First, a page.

“All of our service representatives are busy. Please try your call again later.”
On the first day that our local health system allowed medical staff to call in to schedule vaccine appointments, the demand quickly overwhelmed the phone lines. The plan was to open up scheduling by phone starting at 8:00 a.m., and I called as soon I could, only to be greeted by the message above after a few rings. I continued calling the rest of that morning, and eventually the line didn’t even ring before going straight to the recording. We later learned that the call center received over 5,000 calls in the first hour—no wonder I couldn’t get through!
It felt agonizing to be so close to getting vaccinated only to be thwarted by a lack of call center staff. Eventually, though, persistence paid off and I finally got through to schedule an appointment the following day. I heard from colleagues that they had also successfully made appointments, and we exchanged virtual high-fives. When I arrived at the scheduled time, I encountered a waiting line with more people gathered in one place than I had seen for over nine months. The excitement was palpable.
Waiting truly was the hardest part. When my turn came, I hardly registered receiving the vaccine, though I will always remember the sense of hope and relief I felt afterward. Shortly after getting my injection, I ran into a colleague holding a handmade sign made by her kids, saying their mom was getting vaccinated for them. She said she cried when they presented it to her. I took her photo while she held this sign, which reminded us all of what this moment represents in the fight against COVID-19: the chance to protect our loved ones and the most vulnerable in our society.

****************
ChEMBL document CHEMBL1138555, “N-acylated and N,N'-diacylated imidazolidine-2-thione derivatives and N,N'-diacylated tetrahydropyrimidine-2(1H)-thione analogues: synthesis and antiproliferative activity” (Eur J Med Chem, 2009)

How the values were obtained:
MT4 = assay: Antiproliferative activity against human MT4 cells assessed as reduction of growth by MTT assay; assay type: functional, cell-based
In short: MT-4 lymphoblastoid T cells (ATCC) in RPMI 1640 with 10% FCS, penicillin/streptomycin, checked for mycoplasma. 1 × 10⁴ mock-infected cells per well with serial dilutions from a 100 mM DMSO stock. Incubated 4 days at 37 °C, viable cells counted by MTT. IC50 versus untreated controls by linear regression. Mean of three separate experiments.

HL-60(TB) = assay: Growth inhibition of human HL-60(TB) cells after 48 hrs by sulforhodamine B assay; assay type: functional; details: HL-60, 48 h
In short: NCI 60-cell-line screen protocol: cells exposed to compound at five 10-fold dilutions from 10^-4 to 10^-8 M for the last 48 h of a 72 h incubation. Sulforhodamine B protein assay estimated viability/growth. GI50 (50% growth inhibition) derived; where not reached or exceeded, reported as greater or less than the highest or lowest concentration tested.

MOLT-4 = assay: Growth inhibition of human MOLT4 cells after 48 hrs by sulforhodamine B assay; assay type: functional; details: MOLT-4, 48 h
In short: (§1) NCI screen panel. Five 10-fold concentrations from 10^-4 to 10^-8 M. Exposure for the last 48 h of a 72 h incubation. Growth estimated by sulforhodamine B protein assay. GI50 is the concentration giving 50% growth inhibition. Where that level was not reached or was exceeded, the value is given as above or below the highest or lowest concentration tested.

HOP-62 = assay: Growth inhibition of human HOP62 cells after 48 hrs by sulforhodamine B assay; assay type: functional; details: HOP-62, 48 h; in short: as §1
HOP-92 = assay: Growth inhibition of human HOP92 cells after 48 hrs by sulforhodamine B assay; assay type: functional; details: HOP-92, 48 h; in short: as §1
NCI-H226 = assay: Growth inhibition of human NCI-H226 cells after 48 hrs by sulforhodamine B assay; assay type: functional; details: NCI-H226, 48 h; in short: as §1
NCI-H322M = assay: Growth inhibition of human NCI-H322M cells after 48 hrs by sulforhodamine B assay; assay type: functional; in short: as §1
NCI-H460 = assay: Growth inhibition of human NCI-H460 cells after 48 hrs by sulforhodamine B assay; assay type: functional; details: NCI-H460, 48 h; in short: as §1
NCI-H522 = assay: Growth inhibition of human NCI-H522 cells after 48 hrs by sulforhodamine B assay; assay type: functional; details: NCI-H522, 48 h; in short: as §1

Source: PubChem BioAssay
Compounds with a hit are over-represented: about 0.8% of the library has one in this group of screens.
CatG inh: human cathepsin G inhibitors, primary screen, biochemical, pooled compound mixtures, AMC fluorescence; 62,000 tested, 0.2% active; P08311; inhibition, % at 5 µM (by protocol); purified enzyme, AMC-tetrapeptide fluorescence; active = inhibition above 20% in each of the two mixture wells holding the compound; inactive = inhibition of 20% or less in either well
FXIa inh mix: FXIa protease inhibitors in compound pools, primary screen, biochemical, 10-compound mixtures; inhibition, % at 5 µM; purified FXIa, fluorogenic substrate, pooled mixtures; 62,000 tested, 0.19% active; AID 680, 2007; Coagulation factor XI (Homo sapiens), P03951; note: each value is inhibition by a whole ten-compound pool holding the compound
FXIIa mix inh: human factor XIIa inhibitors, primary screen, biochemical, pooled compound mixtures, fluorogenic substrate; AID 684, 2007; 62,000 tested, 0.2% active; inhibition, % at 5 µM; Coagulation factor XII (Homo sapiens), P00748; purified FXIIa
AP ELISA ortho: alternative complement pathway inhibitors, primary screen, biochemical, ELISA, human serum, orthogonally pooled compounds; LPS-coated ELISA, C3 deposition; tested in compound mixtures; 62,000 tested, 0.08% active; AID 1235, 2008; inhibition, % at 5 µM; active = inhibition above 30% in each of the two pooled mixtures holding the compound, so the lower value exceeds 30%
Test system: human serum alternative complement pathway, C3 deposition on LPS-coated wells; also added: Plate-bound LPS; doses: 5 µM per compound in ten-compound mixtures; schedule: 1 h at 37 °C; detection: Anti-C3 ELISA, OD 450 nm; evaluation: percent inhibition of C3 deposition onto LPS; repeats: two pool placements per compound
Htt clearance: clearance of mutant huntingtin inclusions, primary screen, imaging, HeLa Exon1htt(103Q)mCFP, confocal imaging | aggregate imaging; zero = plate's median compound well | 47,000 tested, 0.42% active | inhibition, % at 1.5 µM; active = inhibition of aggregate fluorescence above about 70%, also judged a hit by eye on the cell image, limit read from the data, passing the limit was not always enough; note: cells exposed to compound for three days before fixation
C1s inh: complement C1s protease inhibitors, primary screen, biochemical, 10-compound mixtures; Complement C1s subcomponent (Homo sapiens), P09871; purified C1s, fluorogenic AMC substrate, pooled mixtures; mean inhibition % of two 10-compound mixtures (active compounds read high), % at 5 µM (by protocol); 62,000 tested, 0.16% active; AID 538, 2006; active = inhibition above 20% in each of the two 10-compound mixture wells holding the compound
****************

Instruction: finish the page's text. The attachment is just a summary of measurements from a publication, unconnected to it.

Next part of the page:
Despite my initial frustration, I cannot commend our hospital enough for putting together the vaccine system as smoothly as they did. An online scheduling system was quickly implemented, and all staff who wanted a vaccine were soon scheduled. It feels unreal that almost a year has passed since the first case of COVID-19 was diagnosed in the U.S., but being one step closer to neutralizing this pandemic—that is definitely something worth waiting for.